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Colville Confederated Tribes Reservation

Established in 1872, the Colville Reservation covers 1.4 million acres in Northeast Washington and has been home to eleven bands since the 1880s.  The Okanagan River forms the Eastern boundary, while Lake Roosevelt and the Columbia River form the southern and western.  The major south entrance to the reservation is the bridge at Grand Coulee Dam, where a complex laser show illustrates the history of the dam, Lake Roosevelt and the Columbia River during the summer months.  The Colville Tribal Museum and gift shop, located just across the bridge from the little town of Coulee Dam, is filled with the history of Native culture, a large collection of vintage photographs, videos on the geology and history of the area and fine examples of local artwork and crafts.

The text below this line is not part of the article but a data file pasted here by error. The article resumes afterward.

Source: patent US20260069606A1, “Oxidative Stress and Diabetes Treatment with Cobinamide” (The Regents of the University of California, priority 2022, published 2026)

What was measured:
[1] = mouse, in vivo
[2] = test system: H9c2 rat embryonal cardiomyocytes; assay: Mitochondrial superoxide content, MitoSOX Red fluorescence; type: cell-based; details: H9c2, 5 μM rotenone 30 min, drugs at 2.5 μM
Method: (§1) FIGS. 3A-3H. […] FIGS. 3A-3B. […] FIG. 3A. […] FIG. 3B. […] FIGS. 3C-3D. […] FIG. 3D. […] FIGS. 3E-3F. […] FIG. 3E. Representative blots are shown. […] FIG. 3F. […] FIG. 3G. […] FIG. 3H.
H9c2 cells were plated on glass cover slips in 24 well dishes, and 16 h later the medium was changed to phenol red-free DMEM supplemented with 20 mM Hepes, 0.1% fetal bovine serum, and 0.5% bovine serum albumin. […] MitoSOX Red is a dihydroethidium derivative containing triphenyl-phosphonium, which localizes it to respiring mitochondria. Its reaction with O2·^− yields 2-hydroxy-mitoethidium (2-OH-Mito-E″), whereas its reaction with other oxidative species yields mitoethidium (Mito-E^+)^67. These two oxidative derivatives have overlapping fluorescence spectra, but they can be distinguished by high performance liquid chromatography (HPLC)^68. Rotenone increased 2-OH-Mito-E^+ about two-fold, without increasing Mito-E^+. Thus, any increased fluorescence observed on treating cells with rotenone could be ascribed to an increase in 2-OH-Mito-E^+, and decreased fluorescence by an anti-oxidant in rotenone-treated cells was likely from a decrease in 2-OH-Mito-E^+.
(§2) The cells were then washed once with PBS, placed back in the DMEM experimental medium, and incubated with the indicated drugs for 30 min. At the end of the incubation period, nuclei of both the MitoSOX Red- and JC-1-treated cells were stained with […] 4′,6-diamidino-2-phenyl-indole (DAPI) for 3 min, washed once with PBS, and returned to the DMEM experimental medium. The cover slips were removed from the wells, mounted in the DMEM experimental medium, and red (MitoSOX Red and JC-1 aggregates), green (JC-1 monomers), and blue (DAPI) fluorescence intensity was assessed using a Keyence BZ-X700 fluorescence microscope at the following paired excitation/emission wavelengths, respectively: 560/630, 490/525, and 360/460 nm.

At 130 miles in length, Lake Roosevelt offers unlimited recreational opportunities for boating, canoeing, fishing, swimming and camping.  The Colville Tribal Enterprise Corporation offers a nice choice of houseboats to truly experience the beauty and unspoiled quietude of the lake, which has had a rich history of aboriginal use for more than 900 years.  The Colville Reservation also has a multitude of smaller pristine lakes, streams and parks to enjoy. The Reservation is world famous for the Omak Stampede and the Suicide Race, held in early August.  The 4th of July Pow Wow is the Tribe's largest cultural event and attracts the best singers and dancers in the Northwest.  The week long powwow commences the weekend preceding the 4th of July.

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